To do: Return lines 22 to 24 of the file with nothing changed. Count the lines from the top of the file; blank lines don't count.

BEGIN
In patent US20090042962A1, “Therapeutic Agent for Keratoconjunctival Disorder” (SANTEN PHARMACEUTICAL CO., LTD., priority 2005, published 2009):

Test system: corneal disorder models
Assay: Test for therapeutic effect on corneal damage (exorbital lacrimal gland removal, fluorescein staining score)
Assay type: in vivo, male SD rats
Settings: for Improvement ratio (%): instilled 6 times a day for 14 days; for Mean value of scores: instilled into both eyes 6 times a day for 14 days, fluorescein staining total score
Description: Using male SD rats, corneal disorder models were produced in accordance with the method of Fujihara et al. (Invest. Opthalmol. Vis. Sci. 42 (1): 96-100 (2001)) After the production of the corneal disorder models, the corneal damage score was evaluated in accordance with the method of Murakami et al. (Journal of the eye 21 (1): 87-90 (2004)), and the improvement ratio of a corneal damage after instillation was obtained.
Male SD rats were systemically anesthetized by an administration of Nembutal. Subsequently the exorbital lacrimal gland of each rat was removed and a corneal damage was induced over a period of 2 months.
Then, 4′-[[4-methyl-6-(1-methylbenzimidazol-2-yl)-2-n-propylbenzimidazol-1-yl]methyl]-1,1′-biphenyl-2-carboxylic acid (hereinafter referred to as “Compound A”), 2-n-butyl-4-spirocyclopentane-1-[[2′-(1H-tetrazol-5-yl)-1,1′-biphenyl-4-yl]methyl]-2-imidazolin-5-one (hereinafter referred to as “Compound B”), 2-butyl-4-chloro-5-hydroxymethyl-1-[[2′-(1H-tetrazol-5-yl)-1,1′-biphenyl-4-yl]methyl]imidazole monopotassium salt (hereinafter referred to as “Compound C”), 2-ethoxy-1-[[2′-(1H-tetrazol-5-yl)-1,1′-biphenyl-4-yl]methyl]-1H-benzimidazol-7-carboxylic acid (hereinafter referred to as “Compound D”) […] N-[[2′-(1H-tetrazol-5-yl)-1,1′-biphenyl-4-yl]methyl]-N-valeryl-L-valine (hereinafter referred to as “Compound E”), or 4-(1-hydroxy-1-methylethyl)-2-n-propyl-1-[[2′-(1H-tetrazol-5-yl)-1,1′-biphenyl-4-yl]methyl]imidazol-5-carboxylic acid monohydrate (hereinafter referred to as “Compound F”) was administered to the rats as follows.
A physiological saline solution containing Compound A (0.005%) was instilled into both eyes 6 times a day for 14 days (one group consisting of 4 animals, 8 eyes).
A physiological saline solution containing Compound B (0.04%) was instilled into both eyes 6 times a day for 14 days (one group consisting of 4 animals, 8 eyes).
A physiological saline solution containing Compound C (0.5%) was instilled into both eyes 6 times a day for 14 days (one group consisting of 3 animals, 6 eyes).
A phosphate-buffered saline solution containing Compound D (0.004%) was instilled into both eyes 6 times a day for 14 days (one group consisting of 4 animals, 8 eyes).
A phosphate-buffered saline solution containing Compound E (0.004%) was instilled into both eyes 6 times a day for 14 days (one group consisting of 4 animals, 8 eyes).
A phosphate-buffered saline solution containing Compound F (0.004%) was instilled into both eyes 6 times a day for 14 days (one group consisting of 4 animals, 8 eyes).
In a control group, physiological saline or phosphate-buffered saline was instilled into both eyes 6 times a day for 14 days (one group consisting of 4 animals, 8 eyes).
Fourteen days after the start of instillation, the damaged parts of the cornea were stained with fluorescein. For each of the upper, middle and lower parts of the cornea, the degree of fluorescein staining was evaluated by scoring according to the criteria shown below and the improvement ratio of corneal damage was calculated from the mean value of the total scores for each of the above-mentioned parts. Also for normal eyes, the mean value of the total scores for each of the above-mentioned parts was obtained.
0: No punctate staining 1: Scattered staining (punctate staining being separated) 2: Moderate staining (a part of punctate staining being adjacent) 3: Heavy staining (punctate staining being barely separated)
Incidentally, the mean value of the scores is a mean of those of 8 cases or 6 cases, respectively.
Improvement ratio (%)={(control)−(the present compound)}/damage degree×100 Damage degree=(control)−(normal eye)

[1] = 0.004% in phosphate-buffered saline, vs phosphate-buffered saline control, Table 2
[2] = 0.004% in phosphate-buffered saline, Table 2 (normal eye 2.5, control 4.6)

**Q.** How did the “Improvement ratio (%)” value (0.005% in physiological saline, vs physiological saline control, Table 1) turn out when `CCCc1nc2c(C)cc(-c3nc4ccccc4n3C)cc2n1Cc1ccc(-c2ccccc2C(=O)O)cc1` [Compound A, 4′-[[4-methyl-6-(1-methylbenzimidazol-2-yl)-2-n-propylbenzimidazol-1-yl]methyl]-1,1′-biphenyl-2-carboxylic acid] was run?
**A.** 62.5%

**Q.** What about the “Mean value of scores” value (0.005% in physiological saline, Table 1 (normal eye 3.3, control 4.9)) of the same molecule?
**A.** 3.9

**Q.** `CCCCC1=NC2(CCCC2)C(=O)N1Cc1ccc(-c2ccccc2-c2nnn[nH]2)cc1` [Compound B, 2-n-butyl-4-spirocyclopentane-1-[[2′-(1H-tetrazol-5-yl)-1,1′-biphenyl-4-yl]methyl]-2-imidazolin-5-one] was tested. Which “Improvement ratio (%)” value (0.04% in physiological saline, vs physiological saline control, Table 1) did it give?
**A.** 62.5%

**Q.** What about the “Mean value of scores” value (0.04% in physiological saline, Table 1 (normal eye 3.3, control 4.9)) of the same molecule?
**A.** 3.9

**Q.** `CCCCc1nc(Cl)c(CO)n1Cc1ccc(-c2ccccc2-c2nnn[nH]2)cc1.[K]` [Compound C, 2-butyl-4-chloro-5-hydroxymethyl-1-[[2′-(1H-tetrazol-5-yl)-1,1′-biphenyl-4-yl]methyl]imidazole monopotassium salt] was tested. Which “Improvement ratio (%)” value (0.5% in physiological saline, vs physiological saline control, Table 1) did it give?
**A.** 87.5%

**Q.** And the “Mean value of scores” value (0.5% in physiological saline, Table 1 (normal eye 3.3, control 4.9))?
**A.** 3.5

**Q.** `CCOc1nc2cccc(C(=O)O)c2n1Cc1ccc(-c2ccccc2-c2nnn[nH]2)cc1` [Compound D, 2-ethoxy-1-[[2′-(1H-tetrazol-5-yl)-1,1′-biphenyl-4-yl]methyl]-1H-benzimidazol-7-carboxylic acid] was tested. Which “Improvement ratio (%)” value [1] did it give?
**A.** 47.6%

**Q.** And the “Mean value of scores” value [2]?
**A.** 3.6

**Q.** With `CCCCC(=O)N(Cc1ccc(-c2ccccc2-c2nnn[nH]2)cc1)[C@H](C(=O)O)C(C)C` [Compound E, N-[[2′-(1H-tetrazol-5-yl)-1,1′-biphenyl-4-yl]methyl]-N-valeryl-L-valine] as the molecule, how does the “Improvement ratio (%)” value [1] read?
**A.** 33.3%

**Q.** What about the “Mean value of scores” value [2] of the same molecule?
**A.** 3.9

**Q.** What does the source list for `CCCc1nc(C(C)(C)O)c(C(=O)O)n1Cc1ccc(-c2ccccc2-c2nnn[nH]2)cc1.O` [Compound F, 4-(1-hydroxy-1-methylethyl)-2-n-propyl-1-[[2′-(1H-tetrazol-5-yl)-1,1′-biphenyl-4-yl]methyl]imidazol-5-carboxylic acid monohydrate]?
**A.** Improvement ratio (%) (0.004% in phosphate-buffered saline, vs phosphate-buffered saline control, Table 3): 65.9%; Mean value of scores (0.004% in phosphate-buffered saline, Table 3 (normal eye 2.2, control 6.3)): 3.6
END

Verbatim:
**Q.** How did the “Improvement ratio (%)” value (0.005% in physiological saline, vs physiological saline control, Table 1) turn out when `CCCc1nc2c(C)cc(-c3nc4ccccc4n3C)cc2n1Cc1ccc(-c2ccccc2C(=O)O)cc1` [Compound A, 4′-[[4-methyl-6-(1-methylbenzimidazol-2-yl)-2-n-propylbenzimidazol-1-yl]methyl]-1,1′-biphenyl-2-carboxylic acid] was run?
**A.** 62.5%

**Q.** What about the “Mean value of scores” value (0.005% in physiological saline, Table 1 (normal eye 3.3, control 4.9)) of the same molecule?